debt by attaching unrelated assets that the company allegedly owned in Washington. Shaffer
involved a nonresident shareholder of a Delaware corporation who filed a motion in Delaware to
attach the corporate stock of nonresident officers and directors to force them to appear for
purposes of a different shareholder's derivative suit. Both Ace Novelty and Shaffer held that this
type of proceeding requires the same minimum contacts discussed in International Shoe Company v.
State of Washington.*fn15 However, neither of the plaintiffs in those cases ha d obtained a valid
foreign judgment, as Koh did here. This action is different. It involves action on a valid foreign
judgment to obtain a charging order against the property of a judgment debtor. Here, it is
registration of the foreign judgment in conjunction with the presence of the property that
satisfies due process.
As the court in Shaffer notes, once a court of competent jurisdiction has determined that a
defendant is a debtor of the plaintiff under the Full Faith and Credit Clause 'there would seem to
be no unfairness in allowing an action to realize on that debt in a State where the defendant has
property, whether or not that State would have jurisdiction to determine the existence of the debt
as an original matter.'*fn16 Therefore, because we have determined that the property exists in
Washington and that Koh has a valid foreign judgment, our decision is simple. The Full Faith and
Credit Clause and Washington's Foreign Judgments Act allow Koh to register his California judgment
and obtain a charging order against Inno-Pacific's interest in Sawyer Falls.*fn17 There is no
unfairness in allowing an action in this jurisdiction to realize on a valid California judgment.
Indeed, such a result is required in order to give full faith and credit to the California
judgment. The property is here. A charging order entered here against the property interest is
*fn1 RCW 25.15.245(1).
*fn2 In re Estate of Grady, 79 Wn.2d 41, 483 P.2d 114 (1971).
*fn3 Hanson v. Denckla, 357 U.S. 235, 247, 78 S. Ct. 1228, 2 L. Ed. 2d 1283 (1958) (citing State
Tax Comm'n of Utah v. Aldrich, 316 U.S. 174, 62 S. Ct. 1008, 86 L. Ed. 1358 (1942); Curry v.
McCanless, 307 U.S. 357, 59 S. Ct. 900, 83 L. Ed. 1339 (1939)).
*fn4 RCW 25.15.255.
*fn5 6A Nat'l Conference on Comm'rs on Uniform State Laws, Business and Nonprofit Organizations
and Associations Laws at 235, 401 (West 1995) (sec. 703 of 1976 Revised Uniform Limited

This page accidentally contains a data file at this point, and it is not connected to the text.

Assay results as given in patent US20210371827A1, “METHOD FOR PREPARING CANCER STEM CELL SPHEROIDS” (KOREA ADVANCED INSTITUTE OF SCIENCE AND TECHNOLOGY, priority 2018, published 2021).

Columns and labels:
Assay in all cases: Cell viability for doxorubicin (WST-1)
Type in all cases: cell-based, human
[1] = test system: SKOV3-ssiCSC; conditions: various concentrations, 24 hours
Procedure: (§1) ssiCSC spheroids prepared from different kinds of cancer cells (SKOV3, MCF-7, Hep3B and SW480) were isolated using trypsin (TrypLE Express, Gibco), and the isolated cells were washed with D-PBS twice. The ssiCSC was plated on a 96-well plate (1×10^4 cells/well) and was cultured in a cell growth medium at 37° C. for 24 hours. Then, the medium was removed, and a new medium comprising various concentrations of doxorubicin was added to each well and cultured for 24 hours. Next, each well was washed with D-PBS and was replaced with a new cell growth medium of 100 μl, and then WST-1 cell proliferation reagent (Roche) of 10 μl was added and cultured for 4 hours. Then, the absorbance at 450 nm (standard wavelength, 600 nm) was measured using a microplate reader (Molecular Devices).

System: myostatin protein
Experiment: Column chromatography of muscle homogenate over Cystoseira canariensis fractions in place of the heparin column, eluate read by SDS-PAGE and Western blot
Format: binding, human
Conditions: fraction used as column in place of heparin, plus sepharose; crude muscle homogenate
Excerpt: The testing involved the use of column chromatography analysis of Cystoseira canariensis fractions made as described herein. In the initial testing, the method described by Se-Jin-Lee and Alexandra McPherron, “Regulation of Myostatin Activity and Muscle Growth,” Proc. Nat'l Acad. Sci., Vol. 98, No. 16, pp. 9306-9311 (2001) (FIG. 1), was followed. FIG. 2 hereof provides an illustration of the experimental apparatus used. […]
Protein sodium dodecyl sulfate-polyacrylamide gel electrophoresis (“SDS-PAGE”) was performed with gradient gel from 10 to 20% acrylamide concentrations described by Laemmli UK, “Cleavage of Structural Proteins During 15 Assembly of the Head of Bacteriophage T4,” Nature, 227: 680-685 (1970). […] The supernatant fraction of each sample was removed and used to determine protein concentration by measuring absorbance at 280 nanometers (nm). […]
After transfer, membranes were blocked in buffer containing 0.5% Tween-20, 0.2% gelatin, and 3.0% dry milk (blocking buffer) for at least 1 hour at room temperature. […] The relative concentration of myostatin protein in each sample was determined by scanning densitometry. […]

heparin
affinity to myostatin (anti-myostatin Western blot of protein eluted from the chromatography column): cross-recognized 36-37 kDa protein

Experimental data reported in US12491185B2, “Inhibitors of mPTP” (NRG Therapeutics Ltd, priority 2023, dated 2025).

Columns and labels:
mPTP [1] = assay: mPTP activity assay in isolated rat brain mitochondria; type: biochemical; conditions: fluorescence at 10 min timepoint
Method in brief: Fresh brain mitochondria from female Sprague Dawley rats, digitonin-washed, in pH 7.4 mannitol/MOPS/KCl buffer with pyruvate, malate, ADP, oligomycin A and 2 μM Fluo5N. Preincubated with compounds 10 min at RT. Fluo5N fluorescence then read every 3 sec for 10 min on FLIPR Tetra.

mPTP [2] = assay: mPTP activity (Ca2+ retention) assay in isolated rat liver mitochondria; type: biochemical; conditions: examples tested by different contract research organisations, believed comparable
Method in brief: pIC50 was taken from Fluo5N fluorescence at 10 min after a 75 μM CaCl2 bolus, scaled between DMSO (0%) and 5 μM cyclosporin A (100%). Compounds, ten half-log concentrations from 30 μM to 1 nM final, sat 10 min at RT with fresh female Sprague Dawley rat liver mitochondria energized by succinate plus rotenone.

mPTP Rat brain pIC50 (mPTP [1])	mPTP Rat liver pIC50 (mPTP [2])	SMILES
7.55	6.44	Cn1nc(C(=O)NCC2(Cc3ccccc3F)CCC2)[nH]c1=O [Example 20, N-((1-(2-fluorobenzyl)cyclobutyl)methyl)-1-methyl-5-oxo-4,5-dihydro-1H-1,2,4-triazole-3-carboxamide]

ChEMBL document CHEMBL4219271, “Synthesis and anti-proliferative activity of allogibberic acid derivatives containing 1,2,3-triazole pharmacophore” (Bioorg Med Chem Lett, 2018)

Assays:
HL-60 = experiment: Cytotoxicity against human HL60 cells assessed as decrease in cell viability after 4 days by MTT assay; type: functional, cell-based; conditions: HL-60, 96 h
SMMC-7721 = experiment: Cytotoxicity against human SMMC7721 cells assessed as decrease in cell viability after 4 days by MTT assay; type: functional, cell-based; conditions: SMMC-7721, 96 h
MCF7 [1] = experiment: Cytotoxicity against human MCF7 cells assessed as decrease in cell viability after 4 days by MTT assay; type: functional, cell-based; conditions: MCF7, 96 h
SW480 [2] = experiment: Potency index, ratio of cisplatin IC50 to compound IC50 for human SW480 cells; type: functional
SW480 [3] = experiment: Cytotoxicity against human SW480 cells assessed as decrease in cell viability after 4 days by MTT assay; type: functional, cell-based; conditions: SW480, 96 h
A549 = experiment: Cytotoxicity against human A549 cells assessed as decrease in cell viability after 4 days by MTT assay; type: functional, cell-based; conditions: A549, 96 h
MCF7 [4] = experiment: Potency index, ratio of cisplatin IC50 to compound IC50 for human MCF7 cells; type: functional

Partnership Act; sec. 22 of 1916 Uniform Limited Partnership Act); see, e.g., The Charging Order
Under the Uniform Partnership Act, 28 Wash. L. Rev, 1, 18 (Gose) 1953; Sherwood v. Jackson, 121
Cal. App. 354, 357, 8 P.2d 943 (1932); see, e.g., Ala. Code sec. 10-12-35 (1975); Conn. Gen. Stat.
Ann. sec.. 34-30 (1961); Del. Code Ann. sec. 18-703 (2000); Haw. Rev. Stat. Ann. sec. 428-504
(1996); Ill. Comp. Stat. Ann. sec. 180/30-20 (1994); La. Code Ann. sec. 486A.504 (West 1998)
(noting that the section is similar to sec. 504 of Uniform Partnership Act (1997)); Mont. Code
Ann. sec. 35-8-705 (1993); N.J. Stat. Ann. sec. 42:1A-30 (2000) (modeled after sec. 504 of Uniform
Partnership Act (1997)); Or. Rev. St. Ann. sec. 63.259 (1993); Pa. Cons. Stat. Ann. sec. 8345
(West 1988); S.C. Code Ann. sec. 33-44-504 (Law. Co-op. 1976); S.D. Codified Laws Ann. sec. 47-
34A-504 (Michie 1998); Utah Code Ann. sec. 48-2c-1103 (1953); Vt. Stat. Ann. tit. 11, sec. 3074
(1995); Va. Code Ann. sec. 13.1-1041 (Michie 1991); see, e.g., former RCW 25.04.280 (1955),
repealed by Laws of 1998, ch. 103, sec. 1308 (effective January 1, 1999).
*fn6 Rankin v. Culver, 303 Pa. 401, 154 A. 701 (1931).
*fn7 Rankin, 303 Pa. at 404.
*fn8 Fed. Deposit Ins. Corp. v. Birchwood Builders, Inc., 240 N.J. Super. 260, 263, 573 A.2d 182
(1990); N.J. Stat. Ann. sec. 42:1-24 (West 1990).
*fn9 Birchwood Builders, Inc., 240 N.J. Super. at 266.
*fn10 RCW 6.40.050; RCW 25.15.255.
*fn11 Shaffer v. Heitner, 433 U.S. 186, 97 S. Ct. 2569, 53 L. Ed. 2d 683 (1977).
*fn12 Hanson v. Denckla, 357 U.S. 235.
*fn13 See Hanson, 357 U.S. at 246 n.12.
*fn14 Ace Novelty Co. v. M.W. Kasch Co., 82 Wn.2d 145, 508 P.2d 1365 (1973); Shaffer, 433 U.S.
*fn15 Int'l Shoe Co. v. Wash., 326 U.S. 310, 316, 66 S. Ct. 154, 90 L. Ed. 95 (1945); Ace Novelty
Co., 82 Wn.2d at 150; Shaffer, 433 U.S. at 187-88.
*fn16 Shaffer, 433 U.S. at 210 n.36 (emphasis added).
*fn17 U.S. Const. art. IV, sec. 1; 28 U.S.C.A. sec. 1738; RCW 6.40.050. Other jurisdictions have
come to similar conclusions using the reasoning and language of Shaffer. Ruiz v. Lloses, 233 N.J.
Super. 608, 559 A.2d 866 (1989); Fine v. Spierer, 486 N.Y.S.2d 9, 109 A.D.2d 611 (1985).